#### 5.1. Introduction

When presented with the above methods of finding an optimal solution, many people will ask if one could not just start with an edge of minimum cost and extend it in some way to a matching. This kind of thinking lends itself perfectly to the notion of a greedy algorithm. A greedy algorithm is an algorithm that follows the problem solving heuristic of making the locally optimal choice at each stage with the hope of finding a global optimum[4].
To explore the application of a greedy algorithm approach to these optimization problems we will need to establish some preliminary definitions and theorems.
Given a bipartite graph G =(V1 U V2, E) , we say a subset I of V1 is matching-independent for matchings of V1 and V2 if there is a matching which matches all the elements of I to elements of V2[1].
Theorem 8 Matching-independent sets for matchings V1 and V2 satisfy the following rule:
If I and J are matching-independent subsets of V1 and |I| is less than |J|, then there is an element x of J such that I U {x} is matching-independent.
Proof: To construct this proof we will need to use Lemma 1 from section 2.2 and to use this lemma we will need two matchings M1 and M2. Let M1 be a matching from I to V2 and let M2 be a matching from J to V2. Now by Lemma 1 we know that the spanning subgraph H with E(H)=(M1M2) U (M2M1) has components of only three possible types. Since and |I| is less than |J|, we can conclude that |M2| is greater than |M1|, which means that there must exist a path P whose edges are alternately in M1 and M2 and whose first and last edges are in M2.
Thus, we have a component of type 3 from Lemma 1; that is, we have a path P whose edges are alternately in M1 and M2 and whose first and last edges are in M2. Thus, each vertex in P that is incident to M1 must also be incident to M2 (Otherwise, an edge would have to be between two vertices in M1 thereby contradicting the definition of matching, or the edge would be the first or last edge in P but we already said that those edges are in M2 and thus they cannot be in M1 as well). Also, there is vertex x in J incident to an edge from M2 and not incident to any edge in M1.
Consider the set of edges: M =(M1 E(P)) U (E(P) −M1). This matching has one more edge in it than M1, because of the existence of the vertex x mentioned above. Also, now M is a matching of I U {x} into V2. So, I U {x} is matching-independent.

#### 5.2. Doubly Stochastic and Permutation Matrices

A matrix D = d(i,j) is doubly stochastic if each di,j is greater than or equal to 0 and the sum of entries in any row or column equals 1[1].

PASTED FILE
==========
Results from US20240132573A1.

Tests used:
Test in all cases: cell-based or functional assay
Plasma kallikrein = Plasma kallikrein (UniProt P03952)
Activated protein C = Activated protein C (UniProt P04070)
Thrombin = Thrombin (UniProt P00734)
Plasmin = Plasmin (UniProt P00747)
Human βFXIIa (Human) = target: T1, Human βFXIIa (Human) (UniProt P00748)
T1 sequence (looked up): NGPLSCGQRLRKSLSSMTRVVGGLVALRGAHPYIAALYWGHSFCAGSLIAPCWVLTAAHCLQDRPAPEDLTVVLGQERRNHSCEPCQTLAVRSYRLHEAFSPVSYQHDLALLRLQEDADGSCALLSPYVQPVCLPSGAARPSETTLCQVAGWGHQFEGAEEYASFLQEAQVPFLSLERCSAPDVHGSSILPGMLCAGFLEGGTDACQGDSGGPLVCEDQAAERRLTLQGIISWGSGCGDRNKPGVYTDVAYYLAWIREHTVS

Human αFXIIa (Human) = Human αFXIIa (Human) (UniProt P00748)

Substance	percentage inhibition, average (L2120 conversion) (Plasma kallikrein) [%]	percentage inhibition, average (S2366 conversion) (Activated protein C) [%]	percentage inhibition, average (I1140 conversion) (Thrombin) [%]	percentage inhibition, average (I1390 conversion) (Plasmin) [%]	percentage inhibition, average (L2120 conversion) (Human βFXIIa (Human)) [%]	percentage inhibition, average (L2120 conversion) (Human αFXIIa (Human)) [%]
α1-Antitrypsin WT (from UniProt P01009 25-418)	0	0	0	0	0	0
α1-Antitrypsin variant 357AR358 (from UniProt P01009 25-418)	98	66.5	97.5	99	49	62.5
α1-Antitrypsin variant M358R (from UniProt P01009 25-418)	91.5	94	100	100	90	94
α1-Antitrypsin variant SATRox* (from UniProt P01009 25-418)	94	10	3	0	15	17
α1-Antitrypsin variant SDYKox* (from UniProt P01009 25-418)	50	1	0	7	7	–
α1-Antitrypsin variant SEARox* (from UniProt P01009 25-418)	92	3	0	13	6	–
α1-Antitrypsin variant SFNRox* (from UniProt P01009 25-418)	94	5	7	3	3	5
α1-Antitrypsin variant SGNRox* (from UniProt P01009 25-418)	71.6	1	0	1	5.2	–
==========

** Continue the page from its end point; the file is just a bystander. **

A permutation matrix is any matrix obtained from the identity matrix I by performing a permutation on the rows of I[1].
These two types of matrices are actually closely connected. In fact, Birkhoff and Von Neumann proved that any doubly stochastic n x n matrix D can be written as a combination of suitable permutation matrices. That is, there exist constants c1, c2, …, cn and permutation matrices P1, P2, …, Pn such that D is equal to the sum of ciPi for all i= 1, 2, …, n.
The interesting questions are how to determine these constants and how can we use the notion of a doubly stochastic matrix to determine greedy algorithms.
Let us model a doubly stochastic matrix D as a bipartite graph where the vertices ri represent the ith rows of the matrix and the vertices kj represent to jth columns of D. Let an edge from ri to kj be drawn if and only if the entry di,j of D is not zero.
Let us call this permutation matrix P1 and let c1 be the minimum weight of an edge in the matching. Now D = ciPi +R where R is a matrix representing the remaining edges in the bipartite graph.
The original edges were adjusted by subtracting c1 from the weight of each edge of the matching and removing any edge of weight zero. Repeat this process on R.
Theorem 9 The algorithm finds a matching at each stage.
Proof of Theorem 9: Suppose not. That is, suppose that at some point in the process we are unable to find a matching. By Hall’s Theorem, there exists a set A of vertices representing rows of D such that |A| is greater than |N(A)|. In terms of the matrix D, this means that there are more rows than columns. Each of the rows sums to 1 so the total value of the weights in the rows is |A|. But this total must be distributed evenly over the |N(A)| columns of D. And since we know from Hall’s Theorem that |A| is greater than |N(A)|, some column of |N(A)| will sum to more than 1 which means that D would not be double stochastic. So we must be able to find a matching at every step.

#### 5.3. Marriage and Doubly Stochastic Matrices

Doubly stochastic matrixes figure in another interesting theorem about marriage. Given a set of n men and a set of n women, suppose that the weight of each edge in a matrix S between a man i and a woman j represents the ‘suitability’ or ‘happiness’ (so to speak) of a marriage between them. It makes sense to try to form a matching that results in the happiest possible situation for the men and women.
An interesting question is whether this ideal situation would result in monogamy or polygamy.
Theorem 10 Among all forms of marriage, monogamy is optimal.
Proof: Let the matrix Mij represent these relationships where an entry mij represents the fraction of time that man i spends with woman j. In this way, we see that monogamy would be a permutation matrix and polygamy a doubly stochastic matrix.